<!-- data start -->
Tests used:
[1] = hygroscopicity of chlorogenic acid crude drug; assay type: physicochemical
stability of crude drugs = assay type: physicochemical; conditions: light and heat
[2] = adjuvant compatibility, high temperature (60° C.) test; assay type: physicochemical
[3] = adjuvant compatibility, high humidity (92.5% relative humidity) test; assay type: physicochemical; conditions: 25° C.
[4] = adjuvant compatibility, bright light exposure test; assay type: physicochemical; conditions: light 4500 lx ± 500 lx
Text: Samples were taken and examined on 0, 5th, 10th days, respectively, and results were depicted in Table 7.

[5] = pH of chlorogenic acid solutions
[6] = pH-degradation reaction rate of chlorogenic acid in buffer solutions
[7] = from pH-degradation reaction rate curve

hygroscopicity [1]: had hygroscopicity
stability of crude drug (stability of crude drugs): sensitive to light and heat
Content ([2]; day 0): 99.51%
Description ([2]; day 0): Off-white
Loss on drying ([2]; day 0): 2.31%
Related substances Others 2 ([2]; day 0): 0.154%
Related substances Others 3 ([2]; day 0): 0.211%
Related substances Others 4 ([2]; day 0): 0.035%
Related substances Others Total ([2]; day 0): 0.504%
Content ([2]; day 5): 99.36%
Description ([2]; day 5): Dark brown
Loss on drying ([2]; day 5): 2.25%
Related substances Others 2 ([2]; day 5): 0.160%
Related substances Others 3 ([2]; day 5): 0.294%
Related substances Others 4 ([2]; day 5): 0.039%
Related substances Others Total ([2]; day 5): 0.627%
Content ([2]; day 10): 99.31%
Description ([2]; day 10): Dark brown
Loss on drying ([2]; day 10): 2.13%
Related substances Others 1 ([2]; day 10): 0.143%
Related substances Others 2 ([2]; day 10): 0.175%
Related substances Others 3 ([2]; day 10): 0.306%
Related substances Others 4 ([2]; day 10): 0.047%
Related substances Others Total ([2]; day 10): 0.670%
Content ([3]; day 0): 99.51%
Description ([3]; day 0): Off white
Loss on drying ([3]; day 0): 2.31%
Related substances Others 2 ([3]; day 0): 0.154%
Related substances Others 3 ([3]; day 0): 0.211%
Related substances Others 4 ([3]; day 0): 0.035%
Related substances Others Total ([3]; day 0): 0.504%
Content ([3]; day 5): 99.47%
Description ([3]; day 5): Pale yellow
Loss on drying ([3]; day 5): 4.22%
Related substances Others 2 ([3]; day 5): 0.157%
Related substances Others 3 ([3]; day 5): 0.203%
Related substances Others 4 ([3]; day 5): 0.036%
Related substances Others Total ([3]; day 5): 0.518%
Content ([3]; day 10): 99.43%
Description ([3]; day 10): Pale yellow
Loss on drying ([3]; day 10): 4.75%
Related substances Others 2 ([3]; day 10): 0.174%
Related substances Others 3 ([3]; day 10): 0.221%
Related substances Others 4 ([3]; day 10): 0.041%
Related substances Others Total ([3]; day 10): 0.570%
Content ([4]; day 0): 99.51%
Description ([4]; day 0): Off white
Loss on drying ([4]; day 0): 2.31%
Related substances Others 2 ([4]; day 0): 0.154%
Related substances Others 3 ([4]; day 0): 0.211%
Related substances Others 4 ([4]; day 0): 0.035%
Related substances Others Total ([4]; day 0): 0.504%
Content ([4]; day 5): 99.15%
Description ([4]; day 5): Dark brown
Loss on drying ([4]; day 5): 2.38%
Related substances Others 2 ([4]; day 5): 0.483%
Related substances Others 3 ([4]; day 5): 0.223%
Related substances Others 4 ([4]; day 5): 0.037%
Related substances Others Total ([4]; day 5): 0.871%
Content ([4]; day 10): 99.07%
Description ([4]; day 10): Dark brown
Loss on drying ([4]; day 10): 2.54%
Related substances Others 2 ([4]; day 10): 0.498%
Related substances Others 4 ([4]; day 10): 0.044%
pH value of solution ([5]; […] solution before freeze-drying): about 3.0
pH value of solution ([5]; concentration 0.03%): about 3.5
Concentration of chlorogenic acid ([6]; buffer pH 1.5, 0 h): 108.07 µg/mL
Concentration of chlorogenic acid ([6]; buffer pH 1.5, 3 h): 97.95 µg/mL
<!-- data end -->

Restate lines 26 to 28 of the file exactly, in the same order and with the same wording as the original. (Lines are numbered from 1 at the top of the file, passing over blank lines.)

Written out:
Related substances Others Total ([2]; day 5): 0.627%
Content ([2]; day 10): 99.31%
Description ([2]; day 10): Dark brown